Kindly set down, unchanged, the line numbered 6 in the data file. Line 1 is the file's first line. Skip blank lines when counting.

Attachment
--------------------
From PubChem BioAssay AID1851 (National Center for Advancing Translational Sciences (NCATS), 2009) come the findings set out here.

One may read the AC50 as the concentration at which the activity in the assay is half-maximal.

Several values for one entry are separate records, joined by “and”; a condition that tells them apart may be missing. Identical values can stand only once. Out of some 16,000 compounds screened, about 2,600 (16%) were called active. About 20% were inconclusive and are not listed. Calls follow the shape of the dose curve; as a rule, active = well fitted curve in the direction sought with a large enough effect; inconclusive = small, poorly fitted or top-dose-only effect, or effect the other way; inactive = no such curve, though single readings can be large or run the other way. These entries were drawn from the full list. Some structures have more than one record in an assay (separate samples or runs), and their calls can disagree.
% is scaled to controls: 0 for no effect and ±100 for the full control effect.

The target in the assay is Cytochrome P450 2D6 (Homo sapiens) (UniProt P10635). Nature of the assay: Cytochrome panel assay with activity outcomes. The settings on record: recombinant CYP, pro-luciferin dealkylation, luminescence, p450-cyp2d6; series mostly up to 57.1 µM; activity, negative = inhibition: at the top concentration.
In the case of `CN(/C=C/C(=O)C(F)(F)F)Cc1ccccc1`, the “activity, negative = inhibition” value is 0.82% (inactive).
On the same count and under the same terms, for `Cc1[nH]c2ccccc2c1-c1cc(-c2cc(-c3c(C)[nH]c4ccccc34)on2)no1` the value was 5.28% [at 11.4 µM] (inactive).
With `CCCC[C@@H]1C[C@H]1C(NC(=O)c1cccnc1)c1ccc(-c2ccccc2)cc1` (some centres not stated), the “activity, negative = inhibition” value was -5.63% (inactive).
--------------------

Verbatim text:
In the case of `CN(/C=C/C(=O)C(F)(F)F)Cc1ccccc1`, the “activity, negative = inhibition” value is 0.82% (inactive).